What is paronychia?

Paronychia is an infection that occurs in the folds of the toenails or fingernails. These nail folds are the ridges that surround the side of the nail, and when paronychia occurs, it can cause a ridge of skin to become red or swollen and painful. The term is often used to describe nail fungus, but the condition can be caused by fungus or have a bacterial infection present, making the condition a bit confusing to understand. Most often, the inflammation and pain are caused by yeast infections of the skin such as candida.

Most people will have paronychia at some point in their lives. In young children, the cause is usually thumb sucking or nail biting. People who work with their hands in humid environments, such as those who frequently wash dishes, may also be slightly more prone to this condition. Another common cause of paronychia is injury to a nail. If you cut a nail too close or start getting an ingrown toenail, you can develop the condition, especially on your toes.

As long as there appears to be no pus around the skin folds, and the condition isn't extremely painful, you may be able to ignore paronychia; sometimes it can resolve itself. If the skin becomes more swollen, if the skin begins to peel, or if there is pus or ingrown nails, you should see a doctor. People with poor circulation and diabetes should never ignore things like paronychia due to the added risk of lower extremity infection.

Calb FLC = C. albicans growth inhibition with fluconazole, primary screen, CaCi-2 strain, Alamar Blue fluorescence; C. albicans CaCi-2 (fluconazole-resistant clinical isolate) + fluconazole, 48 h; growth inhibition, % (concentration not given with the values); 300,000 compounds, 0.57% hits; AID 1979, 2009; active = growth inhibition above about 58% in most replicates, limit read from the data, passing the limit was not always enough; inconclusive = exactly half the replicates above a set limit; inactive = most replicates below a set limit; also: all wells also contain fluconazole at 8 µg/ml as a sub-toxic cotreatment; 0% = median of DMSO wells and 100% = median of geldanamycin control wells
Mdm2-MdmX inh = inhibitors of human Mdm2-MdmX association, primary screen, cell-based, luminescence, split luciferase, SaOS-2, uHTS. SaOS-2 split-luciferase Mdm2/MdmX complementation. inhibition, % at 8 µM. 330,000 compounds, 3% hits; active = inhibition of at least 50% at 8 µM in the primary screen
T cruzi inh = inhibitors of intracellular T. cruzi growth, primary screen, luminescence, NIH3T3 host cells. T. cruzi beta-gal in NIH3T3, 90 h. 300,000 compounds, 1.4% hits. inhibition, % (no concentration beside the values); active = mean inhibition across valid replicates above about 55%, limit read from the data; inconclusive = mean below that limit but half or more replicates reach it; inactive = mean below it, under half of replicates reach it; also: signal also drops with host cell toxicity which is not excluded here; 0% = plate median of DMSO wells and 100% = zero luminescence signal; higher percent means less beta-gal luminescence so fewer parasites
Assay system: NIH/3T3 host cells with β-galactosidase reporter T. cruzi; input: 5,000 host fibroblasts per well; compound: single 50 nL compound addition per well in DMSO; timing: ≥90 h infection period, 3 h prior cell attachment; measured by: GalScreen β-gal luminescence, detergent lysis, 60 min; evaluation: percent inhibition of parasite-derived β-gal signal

Most often, treatments for this condition are the application of antifungal creams or antibiotic creams. Some people do not respond to lotions or creams and may require oral medications. Treatment generally depends on the severity and the underlying cause. Doctors also recommend that if you need medication to treat paronychia, you finish the medication even if the condition improves within a few days. Severe cases may require drainage of pus, usually done in a doctor's office.

If you have an active case of paronychia, don't bite your nails. Try to avoid doing wet jobs like washing dishes. Be sure to limit showers to a few minutes and thoroughly dry your feet or hands afterward.

Fungal and bacterial infections can be contagious and you should avoid getting pedicures or manicures if you have this condition. For children who seem to have this frequently, especially due to thumb sucking or nail biting, it can help to discourage these behaviors. If possible, keep your hands or feet (since some children chew on their toes) covered.

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